Plan B for Story Telling

Welcome to March everyone. It’s the time of year where we are all anxious for spring, and students are getting antsy. Hopefully I’m not alone in this, but around this time of year some of our classroom expectations need a bit of a reset. Sometimes it’s just MY energy and that I just don’t have it in me to do a story telling or story asking activity. I shared about my Plan B on my Instagram and Twitter and was asked for more detail so here we go!

What do I mean by “Plan B”?

Well, it’s not my first plan. Plan A is usually storytelling or story asking to introduce a new story. Sometimes we need a Plan B..aka independent work that centers around reading, listening, and (re)writing activities. There are a lot of options you could use for activities like that, but these are what I chose!

Take Advantage of 1:1 Devices

My school uses a mix of bring your own device (BYOD) and school provided technology so each student has their own laptop. I started with a voice recording app on my phone and used it to record myself reading the story. I made two separate recordings, one in Spanish, and the other in Spanish and English in a 1-person version of volleyball reading.

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I linked the recording in the Google Form along with an image of the reading so students could read along while they listened.

Next, students re-read the story and answered comprehension questions in English using the Google Form. Then, they got to the second recording where I linked the version of myself reading the story in Spanish and English. Again, I included an image of the story so students could read along.  In the final step of the Google Form, students re-read the story and were asked to translate a few key sentences or phrases from the story.

After completing the Google Form students moved onto a more advanced version of the story and some more post reading activities.

No Tech? No Problem.

Not 1:1? No access to a computer cart or lab? No problem. Give them the new structures and let them read and hand-write a translation for the lowest prep possible. Not into translation as a way to interact with a reading? Over the past month we have done several combinations of some of my favorite reading activities. Read and DrawTrue and False statements, The Most Important Sentence, anything like that! I also have used my emergency sub-plan packet on days where sit, read, and interact with the text is all that I can handle. My sub-plan packet is essentially most of those activities in..well, in a packet. Sometimes some simple desk work is a great way to settle your students and give you all a break from the high energy activities.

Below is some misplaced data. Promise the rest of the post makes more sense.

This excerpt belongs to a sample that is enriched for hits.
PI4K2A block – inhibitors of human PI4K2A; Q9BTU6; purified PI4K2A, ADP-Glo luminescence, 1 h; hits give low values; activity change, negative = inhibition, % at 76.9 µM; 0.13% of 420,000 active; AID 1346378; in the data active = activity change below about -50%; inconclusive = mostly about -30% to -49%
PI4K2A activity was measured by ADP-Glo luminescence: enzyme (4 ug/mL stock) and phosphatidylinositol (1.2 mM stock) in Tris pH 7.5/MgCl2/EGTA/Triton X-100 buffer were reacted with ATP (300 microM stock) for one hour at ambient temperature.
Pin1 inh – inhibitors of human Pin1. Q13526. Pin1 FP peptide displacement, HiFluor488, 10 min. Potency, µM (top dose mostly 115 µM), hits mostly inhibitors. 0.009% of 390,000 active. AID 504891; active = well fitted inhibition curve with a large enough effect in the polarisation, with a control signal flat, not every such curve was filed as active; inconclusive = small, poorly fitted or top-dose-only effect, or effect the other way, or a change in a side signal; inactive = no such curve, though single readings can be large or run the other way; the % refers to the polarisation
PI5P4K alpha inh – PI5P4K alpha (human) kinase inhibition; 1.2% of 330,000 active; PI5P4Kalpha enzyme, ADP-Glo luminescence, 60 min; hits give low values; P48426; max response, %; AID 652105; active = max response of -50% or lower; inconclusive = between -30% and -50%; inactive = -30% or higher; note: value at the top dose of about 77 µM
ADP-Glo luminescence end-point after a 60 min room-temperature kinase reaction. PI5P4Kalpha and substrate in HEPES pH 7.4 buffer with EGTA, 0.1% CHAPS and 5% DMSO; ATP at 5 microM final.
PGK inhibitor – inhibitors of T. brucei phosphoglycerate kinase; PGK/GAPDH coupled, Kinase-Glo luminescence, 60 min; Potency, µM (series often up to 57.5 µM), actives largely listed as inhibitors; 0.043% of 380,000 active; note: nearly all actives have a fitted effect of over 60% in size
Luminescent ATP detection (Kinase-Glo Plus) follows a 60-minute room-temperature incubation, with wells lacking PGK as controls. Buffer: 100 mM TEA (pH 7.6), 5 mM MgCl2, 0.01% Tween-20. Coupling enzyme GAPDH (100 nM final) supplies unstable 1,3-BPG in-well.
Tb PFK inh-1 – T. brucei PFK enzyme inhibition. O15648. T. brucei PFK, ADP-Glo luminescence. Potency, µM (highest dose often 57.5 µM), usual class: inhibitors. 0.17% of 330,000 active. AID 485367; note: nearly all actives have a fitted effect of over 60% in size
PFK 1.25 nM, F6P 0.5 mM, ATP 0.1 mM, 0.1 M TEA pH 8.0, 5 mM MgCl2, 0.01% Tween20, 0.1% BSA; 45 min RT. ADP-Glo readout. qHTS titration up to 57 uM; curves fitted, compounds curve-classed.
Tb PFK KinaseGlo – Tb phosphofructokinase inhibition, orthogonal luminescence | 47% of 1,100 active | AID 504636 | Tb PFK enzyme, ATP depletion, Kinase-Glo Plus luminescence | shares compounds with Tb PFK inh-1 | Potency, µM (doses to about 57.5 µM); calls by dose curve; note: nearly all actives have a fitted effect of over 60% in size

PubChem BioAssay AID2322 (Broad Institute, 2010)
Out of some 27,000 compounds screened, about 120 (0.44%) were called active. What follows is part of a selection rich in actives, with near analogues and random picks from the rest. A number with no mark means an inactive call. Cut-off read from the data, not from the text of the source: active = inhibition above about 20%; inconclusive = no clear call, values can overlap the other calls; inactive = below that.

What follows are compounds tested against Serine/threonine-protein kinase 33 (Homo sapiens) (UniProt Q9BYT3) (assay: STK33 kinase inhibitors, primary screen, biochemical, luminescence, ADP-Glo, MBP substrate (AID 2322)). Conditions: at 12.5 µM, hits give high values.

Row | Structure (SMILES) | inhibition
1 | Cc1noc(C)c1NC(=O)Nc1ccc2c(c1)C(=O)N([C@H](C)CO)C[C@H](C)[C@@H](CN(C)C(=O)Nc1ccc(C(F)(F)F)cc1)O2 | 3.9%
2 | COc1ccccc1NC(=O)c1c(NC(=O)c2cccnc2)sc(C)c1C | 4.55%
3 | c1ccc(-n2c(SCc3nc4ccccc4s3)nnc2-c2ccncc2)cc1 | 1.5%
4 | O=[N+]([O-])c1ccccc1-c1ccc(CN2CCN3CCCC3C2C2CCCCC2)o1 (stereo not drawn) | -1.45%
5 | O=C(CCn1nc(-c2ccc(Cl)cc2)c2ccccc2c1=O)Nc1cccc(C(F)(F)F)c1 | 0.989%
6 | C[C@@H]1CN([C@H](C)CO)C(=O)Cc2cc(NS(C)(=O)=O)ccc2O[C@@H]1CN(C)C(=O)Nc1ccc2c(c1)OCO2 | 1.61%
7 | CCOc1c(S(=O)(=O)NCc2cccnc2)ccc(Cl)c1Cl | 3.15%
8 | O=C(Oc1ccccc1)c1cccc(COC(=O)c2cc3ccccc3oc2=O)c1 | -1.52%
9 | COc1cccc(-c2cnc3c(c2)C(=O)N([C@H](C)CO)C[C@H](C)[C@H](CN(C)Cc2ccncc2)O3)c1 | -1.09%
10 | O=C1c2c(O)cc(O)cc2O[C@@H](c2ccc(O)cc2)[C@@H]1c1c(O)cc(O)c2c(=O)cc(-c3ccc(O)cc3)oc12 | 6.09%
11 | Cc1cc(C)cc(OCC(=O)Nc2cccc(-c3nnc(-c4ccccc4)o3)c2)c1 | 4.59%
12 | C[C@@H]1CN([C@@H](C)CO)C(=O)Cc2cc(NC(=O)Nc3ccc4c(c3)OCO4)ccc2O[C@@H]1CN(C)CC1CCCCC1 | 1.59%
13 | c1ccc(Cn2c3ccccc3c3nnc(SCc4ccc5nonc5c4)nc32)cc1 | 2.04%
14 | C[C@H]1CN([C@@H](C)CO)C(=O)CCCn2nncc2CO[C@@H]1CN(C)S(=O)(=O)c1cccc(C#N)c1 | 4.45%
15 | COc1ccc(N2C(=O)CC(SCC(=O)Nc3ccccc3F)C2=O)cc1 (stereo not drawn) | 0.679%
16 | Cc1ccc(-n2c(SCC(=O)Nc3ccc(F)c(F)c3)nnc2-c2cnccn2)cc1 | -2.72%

Plan B for Story Telling

Your turn!

If you would like to test this out, I decided to try my hand at sharing a Google Form with you all for the first time ever! (Not gonna lie, I’m a little nervous about it.) Head to my Freebie Library to snag the Google Form, two recordings, and three versions of the story I used as an example in this post!

No password for the freebie library? Well, that’s an easy enough fix! Pop over and join my newsletter to get access! I will never spam you or share your email, I promise. Already a member? The password is on the bottom of any of my recent emails.

3 thoughts on “Plan B for Story Telling

  1. Do you think you could use sentence sequencing as a way to reinforce storytelling? My kiddos keep saying they don’t remember anything about the novel we are reading in class and I’m looking for something to help… Student teaching problems…

    1. Yes!! I would definitely use sequencing as a way to reinforce a story! Have them look through a chunk of text, and write down ten things that happen. Then, they can swap the ten things with another person and put those things in order! Low prep for you, lots of reps for them. In general, if you’re looking for help with reading, I love hovering around my English teacher and Elementary Ed friends – they’ve been teaching novels and reading skills a lot and have TONS of experience! If you can, see if you can go observe other classes while you’re student teaching and see what you can pick up!

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